5 Exercises to Get You Closer to Doing a Chin-Up
Build the strength and muscle memory you need to perfect this oh-so-challenging body weight move.
Remember those dreaded days in gym class when you had to hang with your chin above the bar for as long as you could in front of all your peers? There's a reason this exercise was always the scariest: the chin-up is notorious for being one of the most challenging displays of physical strength and control.
"Chin-ups are the number-one exercise that I gravitate towards to gauge upper body strength and then to assess progress of upper body strength," says Tony Gentilcore, a Boston-based certified strength and conditioning specialist. "So many of my clients assume they will never be able to do one, let alone multiple repetitions, but they can—it just takes work."
The trick? Improve your strength from the ground up (literally) with floor-based exercises, says Gentilcore. Then, as you get more comfortable managing your body weight and movement on the ground, you can transition to the bar.
Here are his top five exercises to help you become a chin-up master in no time.
Lie on your back, arms extended over your head, one hand on top of the other. Straighten your legs out on the floor, ankles crossed. Lift your arms and legs several inches off the ground so you create a slight 'V' shape. Make sure your core is engaged and your lower back stays glued to the floor. (Watch this video to see how to do hollow position.) Hold for as long as you can without letting your form waver. Aim to hold this position for a total of one minute per workout session. (You can do six 10-second holds, three 20-second holds, two 30-second holds—whatever works for your skill level.)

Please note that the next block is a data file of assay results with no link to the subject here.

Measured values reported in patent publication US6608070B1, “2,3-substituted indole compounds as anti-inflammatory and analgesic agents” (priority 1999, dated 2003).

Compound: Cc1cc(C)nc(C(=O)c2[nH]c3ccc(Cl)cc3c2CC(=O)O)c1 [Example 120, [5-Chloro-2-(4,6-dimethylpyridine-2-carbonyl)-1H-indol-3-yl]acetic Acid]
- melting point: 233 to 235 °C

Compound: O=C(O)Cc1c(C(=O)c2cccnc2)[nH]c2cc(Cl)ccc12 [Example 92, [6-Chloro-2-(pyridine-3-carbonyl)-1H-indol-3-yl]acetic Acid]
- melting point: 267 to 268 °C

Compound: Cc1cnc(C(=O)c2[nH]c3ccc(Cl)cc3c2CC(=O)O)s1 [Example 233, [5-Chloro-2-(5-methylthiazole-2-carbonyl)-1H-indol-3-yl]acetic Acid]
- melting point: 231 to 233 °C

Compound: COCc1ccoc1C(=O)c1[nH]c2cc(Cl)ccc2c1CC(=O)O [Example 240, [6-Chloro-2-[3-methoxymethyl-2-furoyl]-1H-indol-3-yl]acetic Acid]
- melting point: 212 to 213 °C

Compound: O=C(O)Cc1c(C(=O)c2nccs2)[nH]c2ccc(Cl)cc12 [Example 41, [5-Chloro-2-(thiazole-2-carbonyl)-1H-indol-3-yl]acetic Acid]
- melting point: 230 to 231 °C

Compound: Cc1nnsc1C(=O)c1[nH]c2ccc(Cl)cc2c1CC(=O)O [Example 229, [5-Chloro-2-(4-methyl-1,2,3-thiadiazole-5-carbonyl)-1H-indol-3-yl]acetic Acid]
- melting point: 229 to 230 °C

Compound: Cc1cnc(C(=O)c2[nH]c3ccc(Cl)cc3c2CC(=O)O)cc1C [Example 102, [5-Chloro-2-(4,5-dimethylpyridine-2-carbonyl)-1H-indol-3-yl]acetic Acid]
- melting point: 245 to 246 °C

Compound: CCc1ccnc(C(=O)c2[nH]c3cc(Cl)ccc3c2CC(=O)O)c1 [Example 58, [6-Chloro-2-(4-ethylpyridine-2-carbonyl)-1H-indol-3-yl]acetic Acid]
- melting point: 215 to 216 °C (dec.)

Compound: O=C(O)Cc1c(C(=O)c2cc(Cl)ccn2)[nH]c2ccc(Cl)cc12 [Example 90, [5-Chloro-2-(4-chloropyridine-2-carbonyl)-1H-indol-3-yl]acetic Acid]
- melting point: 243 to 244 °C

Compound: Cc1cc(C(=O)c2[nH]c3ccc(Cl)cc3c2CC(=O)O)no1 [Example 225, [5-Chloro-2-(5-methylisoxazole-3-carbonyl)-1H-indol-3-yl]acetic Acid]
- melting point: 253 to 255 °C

"Hollow position is a very simple looking exercise, but it really builds context on the floor for the exact position you need to be in on the bar," Gentilcore says. "Your feet should never be behind you, and you should never be loosey-goosey with your limbs. It's all about keeping your body tense and engaged from toes to fingers."
Stability ball roll-out
Kneel in front of a stability ball and place your forearms and hands on top of it. Then, with control, roll the ball forward so that your body and arms extend long in front of you. (Here's what a stability ball roll-out looks like.) Only roll out as far as you can go without allowing your back to hyper-extend (if you're new to this move, that may only be a couple of inches). Using your core, roll back to your starting position.
"If you're squeezing your glutes and bracing your abs, you should feel your whole body fire up with tension and control, especially when you pull yourself back to your kneeling position," he explains. "This move emulates that chin-up movement, too."
Add two to four sets of five to 10 repetitions to your workouts. "The lower rep ranges help keep the focus on the quality of the movement, rather than just building up fatigue, when form gets sloppy," Gentilcore says. "I want every repetition to be spot on and perfect. Imperfect form won't do anything to help you at the chin-up bar."
Push-ups are another tricky body weight move, Gentilcore says. And because you need a strong core to execute them correctly, they can help you prepare for a chin-up. "To me, the real money of the push-up is learning to control the lumbopelvic area and the core," he explains. "Whenever I improve somebody's push-up, I almost always see improvement in chin-ups, squats, deadlifts, everything."